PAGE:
Currently up to 10 per cent of global plastic production ends up in the sea although the understanding of how this affects marine life is limited. The research, published in Biology Letters, focused on the impact of plastics on hermit crabs, which play an important role in balancing the marine ecosystem.
Hermit crabs do not develop their own shells but instead take shells from snails to protect their soft abdomens. As a hermit crab grows over the years, it will need to find a succession of larger and larger shells to replace the ones that have become too small. These shells are vital in protecting and enabling hermit crabs to grow, reproduce and survive.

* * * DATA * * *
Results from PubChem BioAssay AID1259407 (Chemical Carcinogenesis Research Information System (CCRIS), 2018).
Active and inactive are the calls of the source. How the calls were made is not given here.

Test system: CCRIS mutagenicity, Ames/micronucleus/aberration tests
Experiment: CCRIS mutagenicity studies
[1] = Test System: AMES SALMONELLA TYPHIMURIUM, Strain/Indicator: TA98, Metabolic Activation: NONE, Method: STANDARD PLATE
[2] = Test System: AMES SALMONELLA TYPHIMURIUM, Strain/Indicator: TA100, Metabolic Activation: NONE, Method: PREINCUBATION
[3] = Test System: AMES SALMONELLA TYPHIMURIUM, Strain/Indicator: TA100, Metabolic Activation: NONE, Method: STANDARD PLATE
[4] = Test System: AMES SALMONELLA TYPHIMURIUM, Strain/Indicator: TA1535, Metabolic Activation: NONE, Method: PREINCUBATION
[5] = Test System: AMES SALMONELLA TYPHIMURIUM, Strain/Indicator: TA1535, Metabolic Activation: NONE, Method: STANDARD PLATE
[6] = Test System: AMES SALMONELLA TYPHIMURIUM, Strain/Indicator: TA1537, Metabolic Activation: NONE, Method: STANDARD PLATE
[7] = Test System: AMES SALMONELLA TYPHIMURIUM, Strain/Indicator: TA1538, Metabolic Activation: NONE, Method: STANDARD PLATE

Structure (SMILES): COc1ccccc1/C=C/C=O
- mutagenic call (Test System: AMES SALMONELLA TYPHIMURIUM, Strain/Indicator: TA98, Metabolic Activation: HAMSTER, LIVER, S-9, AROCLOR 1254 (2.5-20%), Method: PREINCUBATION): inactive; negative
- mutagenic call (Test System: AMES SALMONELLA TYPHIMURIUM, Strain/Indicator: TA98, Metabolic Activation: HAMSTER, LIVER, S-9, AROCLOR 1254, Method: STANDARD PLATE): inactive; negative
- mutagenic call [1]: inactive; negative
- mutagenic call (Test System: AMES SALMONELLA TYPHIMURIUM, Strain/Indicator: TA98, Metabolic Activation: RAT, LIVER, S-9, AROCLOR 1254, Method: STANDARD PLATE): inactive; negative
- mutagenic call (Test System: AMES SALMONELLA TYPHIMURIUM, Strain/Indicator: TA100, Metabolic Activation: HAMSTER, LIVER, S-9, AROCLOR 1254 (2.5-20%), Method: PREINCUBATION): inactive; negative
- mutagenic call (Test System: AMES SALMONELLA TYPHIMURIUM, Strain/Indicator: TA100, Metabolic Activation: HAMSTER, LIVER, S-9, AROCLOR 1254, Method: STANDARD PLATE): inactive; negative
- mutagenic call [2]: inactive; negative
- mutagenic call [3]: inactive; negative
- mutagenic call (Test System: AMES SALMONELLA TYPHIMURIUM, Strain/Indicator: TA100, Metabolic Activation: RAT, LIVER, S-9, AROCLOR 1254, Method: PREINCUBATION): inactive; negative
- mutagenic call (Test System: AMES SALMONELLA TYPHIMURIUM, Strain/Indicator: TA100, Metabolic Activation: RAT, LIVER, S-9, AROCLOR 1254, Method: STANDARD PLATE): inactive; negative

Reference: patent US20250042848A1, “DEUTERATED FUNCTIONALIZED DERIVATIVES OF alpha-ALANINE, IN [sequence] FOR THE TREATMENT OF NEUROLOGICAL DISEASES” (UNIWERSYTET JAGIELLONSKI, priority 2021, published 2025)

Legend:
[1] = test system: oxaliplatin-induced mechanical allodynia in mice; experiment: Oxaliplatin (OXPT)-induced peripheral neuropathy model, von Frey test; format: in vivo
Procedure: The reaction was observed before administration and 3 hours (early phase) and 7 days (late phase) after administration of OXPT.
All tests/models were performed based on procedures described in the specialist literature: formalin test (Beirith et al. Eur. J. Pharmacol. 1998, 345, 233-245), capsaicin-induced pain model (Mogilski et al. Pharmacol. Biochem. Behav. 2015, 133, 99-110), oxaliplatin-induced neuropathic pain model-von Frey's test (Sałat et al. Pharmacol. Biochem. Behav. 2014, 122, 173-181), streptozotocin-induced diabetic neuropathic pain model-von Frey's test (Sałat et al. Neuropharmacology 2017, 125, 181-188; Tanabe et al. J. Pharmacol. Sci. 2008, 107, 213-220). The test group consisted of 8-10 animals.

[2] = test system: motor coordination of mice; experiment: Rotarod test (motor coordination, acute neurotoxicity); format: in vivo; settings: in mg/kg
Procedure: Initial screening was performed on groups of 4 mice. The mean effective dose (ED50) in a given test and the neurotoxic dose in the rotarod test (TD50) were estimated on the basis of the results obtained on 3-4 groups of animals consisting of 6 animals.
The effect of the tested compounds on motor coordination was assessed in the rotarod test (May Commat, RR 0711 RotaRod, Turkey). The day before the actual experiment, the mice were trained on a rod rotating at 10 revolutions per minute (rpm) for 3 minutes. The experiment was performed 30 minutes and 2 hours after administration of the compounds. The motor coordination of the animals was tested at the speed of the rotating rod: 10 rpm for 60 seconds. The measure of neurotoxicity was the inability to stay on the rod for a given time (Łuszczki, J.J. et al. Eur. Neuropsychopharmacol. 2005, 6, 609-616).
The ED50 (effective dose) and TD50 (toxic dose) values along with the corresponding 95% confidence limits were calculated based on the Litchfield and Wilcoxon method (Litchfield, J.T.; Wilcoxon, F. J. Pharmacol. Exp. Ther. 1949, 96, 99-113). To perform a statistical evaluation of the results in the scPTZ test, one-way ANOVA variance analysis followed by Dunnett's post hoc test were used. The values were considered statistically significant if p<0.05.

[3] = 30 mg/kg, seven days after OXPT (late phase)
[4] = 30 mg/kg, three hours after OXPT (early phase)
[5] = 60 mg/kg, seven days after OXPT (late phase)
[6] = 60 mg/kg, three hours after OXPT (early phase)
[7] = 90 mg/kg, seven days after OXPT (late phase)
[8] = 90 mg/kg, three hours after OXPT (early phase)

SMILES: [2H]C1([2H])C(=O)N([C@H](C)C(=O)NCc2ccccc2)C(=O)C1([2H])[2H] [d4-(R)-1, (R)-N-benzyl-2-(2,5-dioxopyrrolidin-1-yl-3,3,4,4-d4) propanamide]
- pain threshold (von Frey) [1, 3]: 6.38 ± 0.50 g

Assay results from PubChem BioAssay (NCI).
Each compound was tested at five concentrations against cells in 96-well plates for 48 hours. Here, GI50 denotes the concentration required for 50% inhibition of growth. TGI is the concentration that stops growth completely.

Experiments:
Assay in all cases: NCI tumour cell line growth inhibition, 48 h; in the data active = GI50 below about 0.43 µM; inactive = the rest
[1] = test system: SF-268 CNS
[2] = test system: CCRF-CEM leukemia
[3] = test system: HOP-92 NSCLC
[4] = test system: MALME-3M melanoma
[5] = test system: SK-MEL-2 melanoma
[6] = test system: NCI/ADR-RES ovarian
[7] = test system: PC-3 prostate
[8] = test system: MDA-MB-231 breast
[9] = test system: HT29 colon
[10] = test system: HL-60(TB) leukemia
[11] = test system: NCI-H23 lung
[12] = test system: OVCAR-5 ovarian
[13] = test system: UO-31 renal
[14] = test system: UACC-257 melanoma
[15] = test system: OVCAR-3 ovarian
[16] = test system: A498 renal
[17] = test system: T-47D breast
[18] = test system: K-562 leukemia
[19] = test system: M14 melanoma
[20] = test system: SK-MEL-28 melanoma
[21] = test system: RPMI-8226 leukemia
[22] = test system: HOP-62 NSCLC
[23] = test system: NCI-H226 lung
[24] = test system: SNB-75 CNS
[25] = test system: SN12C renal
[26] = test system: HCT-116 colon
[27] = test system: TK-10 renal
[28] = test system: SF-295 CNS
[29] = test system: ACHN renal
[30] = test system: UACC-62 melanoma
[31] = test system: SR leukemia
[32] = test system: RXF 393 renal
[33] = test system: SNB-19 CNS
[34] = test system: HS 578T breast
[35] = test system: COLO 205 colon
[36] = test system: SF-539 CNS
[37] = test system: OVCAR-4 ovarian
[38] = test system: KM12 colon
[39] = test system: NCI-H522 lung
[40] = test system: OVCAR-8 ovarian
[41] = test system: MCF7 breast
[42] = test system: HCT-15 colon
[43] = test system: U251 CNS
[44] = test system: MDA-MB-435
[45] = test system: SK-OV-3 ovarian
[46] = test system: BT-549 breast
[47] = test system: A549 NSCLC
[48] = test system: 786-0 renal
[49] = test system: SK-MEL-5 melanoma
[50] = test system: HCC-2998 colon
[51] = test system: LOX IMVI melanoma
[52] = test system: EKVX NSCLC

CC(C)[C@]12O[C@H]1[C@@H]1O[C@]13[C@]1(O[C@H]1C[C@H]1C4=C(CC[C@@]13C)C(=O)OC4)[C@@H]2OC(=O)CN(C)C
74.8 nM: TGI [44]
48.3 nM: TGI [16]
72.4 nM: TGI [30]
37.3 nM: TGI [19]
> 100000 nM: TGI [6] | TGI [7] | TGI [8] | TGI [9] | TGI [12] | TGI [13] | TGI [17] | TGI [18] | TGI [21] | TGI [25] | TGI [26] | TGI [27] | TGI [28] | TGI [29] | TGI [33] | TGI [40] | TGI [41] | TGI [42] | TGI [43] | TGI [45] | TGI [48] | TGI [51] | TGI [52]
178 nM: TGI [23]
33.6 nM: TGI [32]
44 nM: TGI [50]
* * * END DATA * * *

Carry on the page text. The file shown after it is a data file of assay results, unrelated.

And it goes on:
The researchers found that when hermit crabs were exposed to microplastics, they were less likely to later touch or enter high-quality shells. Dr Gareth Arnott, lead researcher from the School of Biological Sciences at Queen’s University, explains: “Our research shows that exposure to microplastics can have important effects on animal behaviour. More specifically, in this case it had a detrimental effect on shell selection behaviour in hermit crabs. As this behaviour is vital for hermit crab survival and reproduction, there could be important long-term consequences.” MORE